May 23, 2008
Dear CNET members,
Happy Friday everyone! Just a friendly reminder to new subscribers to this newsletter: We have an archive of our past Community newsletters, which cover many technical and hot topics. So check it out, because I see a lot of questions e-mailed to me that have been covered by our community members. Also, if you are in dire need of help with technical issues, you can always find help in the CNET forums, where many wonderful members and moderators are always willing to give you great advice. So give the forums a try and post your questions there. Now let's get started addressing Bob's question. Bob is seeking some recommendations. He needs some laptop recommendations for his sons, Christopher and Willam.
As always, there was no shortage of great suggestions this week. While it is sometimes difficult to provide a solution that fits all, I hope that the answers from all our members help Bob make a decision without going in blindly. We received a great deal of responses, some ranging from parenting advice (which I think is fine, but I'll leave the parenting to the parents) to some great suggestions on specific models that may just work--both members ralphclark and sircanegiem recommended Lenovo Thinkpad T-series and a few others recommended ASUS Eee PC. While each week I do my best to round up a list of a few great recommendations, this week I found myself finding so much great advice that I will let you folks go through them to see for yourselves. My advice for any fragile and costly electronic equipment at this scale is to get some sort of no fault warranty in case of damage. Children are unpredictable and it's better to be covered. So to start this topic off I give you member waytron's contribution, which goes through a list of recommendations and a broad overview of how and what affects the price of a laptop. So folks, dig on in and if you have more to add to this discussion, be my guest. Thanks everyone and have a great weekend!
(Note: As with every community help and how-to newsletter each week, occasionally the topics that are presented don't always apply to everyone. As a perfect example, this week's question from Bob. But what I love is that, no matter what the question may be--people like you are always willing to help out and give their advice and recommendations. Even if the topics don't apply to you or me, there is always still a great deal of shared knowledge that is helpful in one shape or another. I learn new things from all of you each week and I hope you do too! So thank you all for sharing your time and knowledge for the better of the community. You folks rock!)
Member Question of the Week
I am the father of two sons, ages 9 and 11, in search of
advice in regards to the "right sizing" of laptops for them.
I have tried getting advice from the forums, but the feedback
I have received has been questions on why I want to purchase
laptops, mostly from nonparents. Sure, it might sound like a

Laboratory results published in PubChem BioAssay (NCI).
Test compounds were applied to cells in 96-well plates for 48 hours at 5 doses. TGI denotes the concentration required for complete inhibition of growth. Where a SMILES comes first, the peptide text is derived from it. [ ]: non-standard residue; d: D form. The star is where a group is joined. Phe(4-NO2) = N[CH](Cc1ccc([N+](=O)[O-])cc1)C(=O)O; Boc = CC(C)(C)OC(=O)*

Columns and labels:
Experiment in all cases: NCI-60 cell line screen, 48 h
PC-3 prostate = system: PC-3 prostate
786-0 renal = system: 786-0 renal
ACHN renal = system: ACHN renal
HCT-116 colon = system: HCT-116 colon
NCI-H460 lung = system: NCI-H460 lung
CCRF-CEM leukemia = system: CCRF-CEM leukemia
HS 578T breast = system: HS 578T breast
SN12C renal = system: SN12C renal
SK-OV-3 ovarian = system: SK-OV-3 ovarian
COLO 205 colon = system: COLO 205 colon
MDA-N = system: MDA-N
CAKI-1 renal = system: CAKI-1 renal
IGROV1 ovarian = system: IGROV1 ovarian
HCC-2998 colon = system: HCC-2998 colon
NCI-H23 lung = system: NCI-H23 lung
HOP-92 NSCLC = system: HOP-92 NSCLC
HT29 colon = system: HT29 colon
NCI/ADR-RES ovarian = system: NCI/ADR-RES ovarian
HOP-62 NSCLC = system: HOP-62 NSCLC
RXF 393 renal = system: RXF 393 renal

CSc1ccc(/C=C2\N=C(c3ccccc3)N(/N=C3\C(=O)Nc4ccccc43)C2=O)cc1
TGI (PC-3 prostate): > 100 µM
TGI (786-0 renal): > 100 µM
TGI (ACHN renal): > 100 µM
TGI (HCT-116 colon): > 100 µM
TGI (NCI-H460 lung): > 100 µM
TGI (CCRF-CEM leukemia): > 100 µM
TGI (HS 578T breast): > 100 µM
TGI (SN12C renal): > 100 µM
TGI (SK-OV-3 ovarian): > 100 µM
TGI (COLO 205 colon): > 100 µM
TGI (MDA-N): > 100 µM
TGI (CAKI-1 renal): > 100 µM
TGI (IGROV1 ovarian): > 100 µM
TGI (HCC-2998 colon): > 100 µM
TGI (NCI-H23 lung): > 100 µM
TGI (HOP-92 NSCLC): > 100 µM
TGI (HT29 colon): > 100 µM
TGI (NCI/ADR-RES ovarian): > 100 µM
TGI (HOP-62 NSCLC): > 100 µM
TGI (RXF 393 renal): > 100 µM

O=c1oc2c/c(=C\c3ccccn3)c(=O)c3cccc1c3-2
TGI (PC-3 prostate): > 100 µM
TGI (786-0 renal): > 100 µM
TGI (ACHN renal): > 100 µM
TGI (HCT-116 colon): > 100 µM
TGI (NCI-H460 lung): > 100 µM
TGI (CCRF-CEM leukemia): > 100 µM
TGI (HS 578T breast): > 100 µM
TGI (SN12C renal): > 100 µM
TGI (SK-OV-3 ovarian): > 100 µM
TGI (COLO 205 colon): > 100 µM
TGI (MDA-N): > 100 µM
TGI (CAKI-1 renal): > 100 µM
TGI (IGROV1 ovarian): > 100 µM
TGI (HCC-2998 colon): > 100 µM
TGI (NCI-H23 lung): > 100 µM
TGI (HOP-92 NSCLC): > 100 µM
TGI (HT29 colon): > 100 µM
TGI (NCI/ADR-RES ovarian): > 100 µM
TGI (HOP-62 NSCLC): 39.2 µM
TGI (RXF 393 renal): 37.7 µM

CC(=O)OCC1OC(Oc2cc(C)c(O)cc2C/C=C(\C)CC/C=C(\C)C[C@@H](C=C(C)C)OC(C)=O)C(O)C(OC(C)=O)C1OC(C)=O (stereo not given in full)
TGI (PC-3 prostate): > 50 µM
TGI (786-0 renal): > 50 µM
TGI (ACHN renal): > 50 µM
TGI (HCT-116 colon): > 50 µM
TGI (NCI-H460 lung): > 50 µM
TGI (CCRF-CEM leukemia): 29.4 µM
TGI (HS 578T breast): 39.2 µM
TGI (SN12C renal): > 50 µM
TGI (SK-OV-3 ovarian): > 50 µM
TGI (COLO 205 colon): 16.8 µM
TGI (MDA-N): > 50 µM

large investment for their age, but mobility is the driver
behind the decision as we travel a lot.
Given their age, you would think that the requirements would
be easy to spec, the primary applications being Internet
research, e-mail, light doc processing, and of course gaming
both online (Runescape) and off. I'm looking for something
that can survive the treatment from their age, have enough
horsepower for gaming, and yet still be "reasonable"
price-wise. (Maybe I am being delusional.) Any advice you
could offer would defiantly be appreciated. Thanks!
Bob (Christopher and Willam's Dad)
Just some member contributions to get you started, but please read through the all answers!
Thinkpad T-series is kid-proof; get a hi-spec used model
--Submitted by: ralphclark
I'd get something sturdy with a strong battery
--Submitted by:by sircanegiem
Laptops for children
--Submitted by: waytron
Read all member contributions
Thanks to all who participated!
Previous week's Q&A
Three times--once each with three different flash drives, and
on six different PCs--I've had the experience of finding that
the computer won't recognize the drive, and the data on the
drive has become inaccessible. I see this is a common
problem. Other users ask for advice on the Web, and nobody
seems able to offer any solid information on this occurrence.
In none of my incidents has the flash drive been dropped,
heated, frozen, dropped into a liquid, or run through a
strong magnetic field. One day they work; next day they
don't. Anybody know why or what could be causing this issue?
And whether my data is permanently lost in such cases? Three
times, three different flash drives can't be a coincidence!
Please help! Thank you.
Thanks to all who contributed!
Each week we take a look at topics discussed in the forums.
Have fun and enjoy!
More from the forums
Check out next week's question:
Hi, I recently bought a new laptop with Windows Vista and I would like to improve the speed of it. Some one mentioned to me that using Windows ReadyBoost using a USB flash drive to boost performance. But left with many questions unanswered in hopes that you can help me. What exactly is ReadyBoost and what does it do exactly to help boost performance? Does it really work that well? I know it requires a USB flash drive or card, but does it make a difference what kind of drive I should use or does it require something that is fast? How much memory should I consider for the flash drive? I've gone through the Internet and read a few articles that mentioned that ReadyBoost does initially help performance in the beginning, but over time the performance gains starts to deteriorate. Is this true? If that's the case, is it even worth getting into? Any help and explanations will be helpful. Thank you in advance.
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